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Cross Border Trading and Borrowing in the EU ETS

A. Denny Ellerman and Raphael Trotignon

Year: 2009
Volume: Volume 30
Number: Special Issue #2
DOI: 10.5547/ISSN0195-6574-EJ-Vol30-NoSI2-4
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Abstract:
Cross Border Trading and Borrowing in the EU ETS A. Denny Ellerman* and Raphael Trotignon** This paper exploits a little used data resource within the central registry of the European Union�s Emissions Trading System (EU ETS) to analyze cross border trading and inter-year borrowing during the first trading period (2005- 2007). Cross-border flows were small in the aggregate but remarkably frequent in matching allowance deficits and surpluses at the installation level throughout the EU. These data also indicate that a novel feature of the EU ETS�the ability to borrow allowances from the forward allocation to satisfy current compliance requirements�was also used. These data provide evidence that the precondition of efficient abatement in a cap-and-trade system�widespread use of trading opportunities�was present in the first period of the EU ETS.



European Carbon Prices and Banking Restrictions: Evidence from Phase I (2005-2007)

Emilie Alberola and Julien Chevallier

Year: 2009
Volume: Volume 30
Number: Number 3
DOI: 10.5547/ISSN0195-6574-EJ-Vol30-No3-3
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Abstract:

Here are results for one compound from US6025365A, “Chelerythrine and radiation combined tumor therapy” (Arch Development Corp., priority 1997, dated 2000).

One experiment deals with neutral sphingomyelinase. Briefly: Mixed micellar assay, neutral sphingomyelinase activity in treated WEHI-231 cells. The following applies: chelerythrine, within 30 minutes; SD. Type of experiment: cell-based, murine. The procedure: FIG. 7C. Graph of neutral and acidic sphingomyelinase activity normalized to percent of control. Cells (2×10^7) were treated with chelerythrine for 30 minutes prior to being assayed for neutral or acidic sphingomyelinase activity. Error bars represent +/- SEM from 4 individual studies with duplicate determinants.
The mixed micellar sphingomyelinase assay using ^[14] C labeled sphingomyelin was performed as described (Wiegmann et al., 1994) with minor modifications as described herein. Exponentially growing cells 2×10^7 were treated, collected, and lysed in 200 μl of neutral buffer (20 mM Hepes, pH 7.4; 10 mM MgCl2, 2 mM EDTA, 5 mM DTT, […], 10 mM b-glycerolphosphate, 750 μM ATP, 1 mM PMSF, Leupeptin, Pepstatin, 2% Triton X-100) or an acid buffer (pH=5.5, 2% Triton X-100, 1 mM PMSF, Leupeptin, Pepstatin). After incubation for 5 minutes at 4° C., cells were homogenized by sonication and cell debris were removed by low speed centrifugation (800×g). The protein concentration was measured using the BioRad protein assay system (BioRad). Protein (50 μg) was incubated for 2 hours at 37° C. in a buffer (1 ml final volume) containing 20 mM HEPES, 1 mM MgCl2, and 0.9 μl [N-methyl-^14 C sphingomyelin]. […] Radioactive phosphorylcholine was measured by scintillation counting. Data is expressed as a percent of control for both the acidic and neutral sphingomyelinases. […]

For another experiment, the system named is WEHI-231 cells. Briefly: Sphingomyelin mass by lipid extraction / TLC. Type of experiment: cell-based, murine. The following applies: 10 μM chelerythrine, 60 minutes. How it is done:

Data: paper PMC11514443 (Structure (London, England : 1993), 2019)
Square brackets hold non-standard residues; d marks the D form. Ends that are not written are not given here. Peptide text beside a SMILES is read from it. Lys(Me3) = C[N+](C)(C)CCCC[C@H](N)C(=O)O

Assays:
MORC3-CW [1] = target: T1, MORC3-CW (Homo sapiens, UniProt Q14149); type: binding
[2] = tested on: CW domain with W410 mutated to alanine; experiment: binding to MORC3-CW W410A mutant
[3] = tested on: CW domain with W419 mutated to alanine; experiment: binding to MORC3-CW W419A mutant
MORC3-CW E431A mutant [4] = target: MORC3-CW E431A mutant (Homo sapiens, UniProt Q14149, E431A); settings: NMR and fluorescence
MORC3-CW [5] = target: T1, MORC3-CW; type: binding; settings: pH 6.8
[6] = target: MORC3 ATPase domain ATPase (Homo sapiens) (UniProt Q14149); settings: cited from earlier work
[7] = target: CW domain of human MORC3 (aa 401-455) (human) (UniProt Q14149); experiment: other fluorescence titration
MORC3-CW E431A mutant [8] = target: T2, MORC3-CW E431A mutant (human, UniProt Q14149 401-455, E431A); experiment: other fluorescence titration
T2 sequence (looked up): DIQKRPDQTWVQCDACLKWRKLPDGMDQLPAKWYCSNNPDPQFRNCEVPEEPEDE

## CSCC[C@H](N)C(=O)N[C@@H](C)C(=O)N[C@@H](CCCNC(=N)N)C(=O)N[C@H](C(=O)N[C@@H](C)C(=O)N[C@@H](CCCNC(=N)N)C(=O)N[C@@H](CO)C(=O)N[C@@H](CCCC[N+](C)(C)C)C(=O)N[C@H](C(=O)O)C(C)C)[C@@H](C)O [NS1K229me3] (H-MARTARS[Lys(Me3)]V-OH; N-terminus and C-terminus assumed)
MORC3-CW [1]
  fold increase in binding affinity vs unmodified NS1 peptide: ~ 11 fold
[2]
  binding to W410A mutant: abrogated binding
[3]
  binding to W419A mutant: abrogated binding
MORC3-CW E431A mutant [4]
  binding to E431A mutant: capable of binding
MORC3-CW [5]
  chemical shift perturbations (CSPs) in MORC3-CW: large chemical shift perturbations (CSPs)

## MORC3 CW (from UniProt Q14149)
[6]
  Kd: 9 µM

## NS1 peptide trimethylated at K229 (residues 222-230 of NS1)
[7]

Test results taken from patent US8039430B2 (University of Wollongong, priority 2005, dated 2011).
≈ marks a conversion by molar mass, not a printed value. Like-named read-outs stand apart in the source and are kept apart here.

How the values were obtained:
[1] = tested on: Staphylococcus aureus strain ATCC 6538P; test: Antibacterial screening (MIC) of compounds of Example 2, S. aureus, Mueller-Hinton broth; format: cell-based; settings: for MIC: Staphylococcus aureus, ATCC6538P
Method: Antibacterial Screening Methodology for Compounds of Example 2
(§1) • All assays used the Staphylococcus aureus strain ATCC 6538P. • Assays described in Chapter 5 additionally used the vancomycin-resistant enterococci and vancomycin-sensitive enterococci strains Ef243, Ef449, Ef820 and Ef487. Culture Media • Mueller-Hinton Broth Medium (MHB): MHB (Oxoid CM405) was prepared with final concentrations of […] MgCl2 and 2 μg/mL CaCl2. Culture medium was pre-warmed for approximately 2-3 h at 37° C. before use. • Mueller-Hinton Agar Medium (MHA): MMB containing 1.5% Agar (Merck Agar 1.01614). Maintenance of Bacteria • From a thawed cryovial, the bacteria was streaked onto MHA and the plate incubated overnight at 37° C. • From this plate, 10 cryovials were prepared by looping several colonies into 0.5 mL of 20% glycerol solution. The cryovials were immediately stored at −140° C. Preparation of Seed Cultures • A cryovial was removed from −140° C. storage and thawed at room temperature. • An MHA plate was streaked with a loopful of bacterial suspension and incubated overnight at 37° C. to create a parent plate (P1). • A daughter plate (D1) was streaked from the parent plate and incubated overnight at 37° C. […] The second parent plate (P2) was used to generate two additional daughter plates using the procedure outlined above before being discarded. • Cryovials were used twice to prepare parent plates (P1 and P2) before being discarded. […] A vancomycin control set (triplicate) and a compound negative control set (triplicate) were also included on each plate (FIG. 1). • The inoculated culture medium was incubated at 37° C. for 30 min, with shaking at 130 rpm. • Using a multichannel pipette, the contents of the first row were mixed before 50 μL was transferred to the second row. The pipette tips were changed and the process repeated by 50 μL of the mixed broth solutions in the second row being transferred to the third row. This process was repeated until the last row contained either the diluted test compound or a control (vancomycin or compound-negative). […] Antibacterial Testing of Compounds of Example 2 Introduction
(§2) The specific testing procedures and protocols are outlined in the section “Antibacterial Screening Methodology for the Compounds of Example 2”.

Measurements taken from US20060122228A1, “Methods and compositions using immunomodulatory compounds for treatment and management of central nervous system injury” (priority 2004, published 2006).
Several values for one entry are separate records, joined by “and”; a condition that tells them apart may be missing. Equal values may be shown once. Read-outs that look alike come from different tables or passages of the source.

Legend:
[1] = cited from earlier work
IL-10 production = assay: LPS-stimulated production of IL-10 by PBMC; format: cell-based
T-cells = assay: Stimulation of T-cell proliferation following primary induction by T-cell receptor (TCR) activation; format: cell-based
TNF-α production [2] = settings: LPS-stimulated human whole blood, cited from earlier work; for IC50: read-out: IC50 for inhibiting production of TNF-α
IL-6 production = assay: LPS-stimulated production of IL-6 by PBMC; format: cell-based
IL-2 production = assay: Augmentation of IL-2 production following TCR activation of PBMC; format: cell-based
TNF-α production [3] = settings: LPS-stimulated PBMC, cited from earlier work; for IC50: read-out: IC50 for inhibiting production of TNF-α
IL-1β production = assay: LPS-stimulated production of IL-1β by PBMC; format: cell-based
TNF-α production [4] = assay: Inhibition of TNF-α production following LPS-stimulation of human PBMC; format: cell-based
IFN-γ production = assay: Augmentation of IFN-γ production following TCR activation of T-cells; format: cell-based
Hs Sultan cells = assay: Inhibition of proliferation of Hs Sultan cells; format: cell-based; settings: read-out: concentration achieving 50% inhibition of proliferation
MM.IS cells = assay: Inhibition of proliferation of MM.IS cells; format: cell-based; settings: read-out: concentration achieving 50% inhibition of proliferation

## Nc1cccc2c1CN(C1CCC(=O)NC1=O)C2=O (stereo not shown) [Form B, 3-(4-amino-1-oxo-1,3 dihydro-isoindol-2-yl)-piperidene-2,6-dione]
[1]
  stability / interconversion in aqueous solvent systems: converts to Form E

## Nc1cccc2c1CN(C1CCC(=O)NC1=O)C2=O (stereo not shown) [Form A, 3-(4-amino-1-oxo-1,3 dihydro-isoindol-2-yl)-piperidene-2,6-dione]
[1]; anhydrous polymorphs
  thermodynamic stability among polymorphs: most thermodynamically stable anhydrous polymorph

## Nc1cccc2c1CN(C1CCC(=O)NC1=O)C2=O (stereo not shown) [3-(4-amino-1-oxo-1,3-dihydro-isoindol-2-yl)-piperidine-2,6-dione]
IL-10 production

The price of European Union Allowances (EUAs) has been declining at far lower levels than expected during Phase I (2005-2007). Previous literature identifies among its main explanations over-allocation concerns, early abatement efforts in 2005, and possibly decreasing abatement costs in 2006. We advocate low allowance prices may also be explained by banking restrictions between 2007 and 2008. Based on a Hotelling-CAPM analysis, we provide statistical evidence that the French and Polish decisions to ban banking contribute to the explanation of low EUA Phase I prices. Besides, we provide the first rigorous empirical verification that the cost-of-carry relationship between EUA spot and futures prices for delivery during Phase II does not hold after the enforcement of the inter-period banking restrictions. This situation may be interpreted as a sacrifice of the temporal flexibility offered to industrials in Phase I to correct design inefficiencies, and achieve an efficient price pattern in Phase II.





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